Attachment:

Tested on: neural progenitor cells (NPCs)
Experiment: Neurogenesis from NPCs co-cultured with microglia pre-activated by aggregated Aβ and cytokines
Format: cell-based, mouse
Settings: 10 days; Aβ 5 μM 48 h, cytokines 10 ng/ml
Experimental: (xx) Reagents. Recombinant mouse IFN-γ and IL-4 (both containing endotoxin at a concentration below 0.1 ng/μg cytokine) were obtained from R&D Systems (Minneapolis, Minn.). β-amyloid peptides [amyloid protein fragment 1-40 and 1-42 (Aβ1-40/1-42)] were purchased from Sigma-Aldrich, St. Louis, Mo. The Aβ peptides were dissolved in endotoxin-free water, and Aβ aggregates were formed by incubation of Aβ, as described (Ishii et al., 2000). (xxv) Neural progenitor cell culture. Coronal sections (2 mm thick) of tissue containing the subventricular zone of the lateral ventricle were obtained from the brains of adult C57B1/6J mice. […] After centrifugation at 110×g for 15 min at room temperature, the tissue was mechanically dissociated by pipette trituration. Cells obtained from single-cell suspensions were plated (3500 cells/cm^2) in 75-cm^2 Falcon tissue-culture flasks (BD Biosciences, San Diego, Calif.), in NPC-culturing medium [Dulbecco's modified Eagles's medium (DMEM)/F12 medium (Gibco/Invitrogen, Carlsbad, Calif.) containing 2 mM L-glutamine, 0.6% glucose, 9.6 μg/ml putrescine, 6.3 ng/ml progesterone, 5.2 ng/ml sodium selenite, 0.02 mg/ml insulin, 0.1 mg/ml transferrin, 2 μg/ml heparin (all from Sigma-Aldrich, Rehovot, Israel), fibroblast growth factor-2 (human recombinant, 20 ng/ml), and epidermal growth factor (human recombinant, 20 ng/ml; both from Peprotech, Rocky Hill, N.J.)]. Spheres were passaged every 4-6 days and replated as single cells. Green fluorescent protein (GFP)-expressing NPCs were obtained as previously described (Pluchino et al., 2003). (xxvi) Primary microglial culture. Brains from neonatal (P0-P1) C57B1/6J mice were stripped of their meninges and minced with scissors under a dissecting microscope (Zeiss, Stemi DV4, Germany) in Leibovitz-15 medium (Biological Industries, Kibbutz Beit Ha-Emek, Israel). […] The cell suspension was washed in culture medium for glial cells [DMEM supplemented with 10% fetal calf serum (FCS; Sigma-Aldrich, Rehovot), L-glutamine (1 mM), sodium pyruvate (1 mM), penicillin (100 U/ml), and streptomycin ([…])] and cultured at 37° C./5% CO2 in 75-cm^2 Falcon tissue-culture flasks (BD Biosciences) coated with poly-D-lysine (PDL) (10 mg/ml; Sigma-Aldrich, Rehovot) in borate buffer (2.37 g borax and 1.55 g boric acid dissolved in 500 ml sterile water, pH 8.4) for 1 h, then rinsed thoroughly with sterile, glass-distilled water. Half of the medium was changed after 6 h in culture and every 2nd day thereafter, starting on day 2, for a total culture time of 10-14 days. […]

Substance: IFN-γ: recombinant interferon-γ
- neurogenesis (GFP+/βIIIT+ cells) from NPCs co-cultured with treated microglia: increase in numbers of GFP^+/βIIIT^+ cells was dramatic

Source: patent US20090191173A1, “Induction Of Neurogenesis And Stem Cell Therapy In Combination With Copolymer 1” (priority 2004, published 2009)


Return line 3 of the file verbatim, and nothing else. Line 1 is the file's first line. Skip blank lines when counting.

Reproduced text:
Format: cell-based, mouse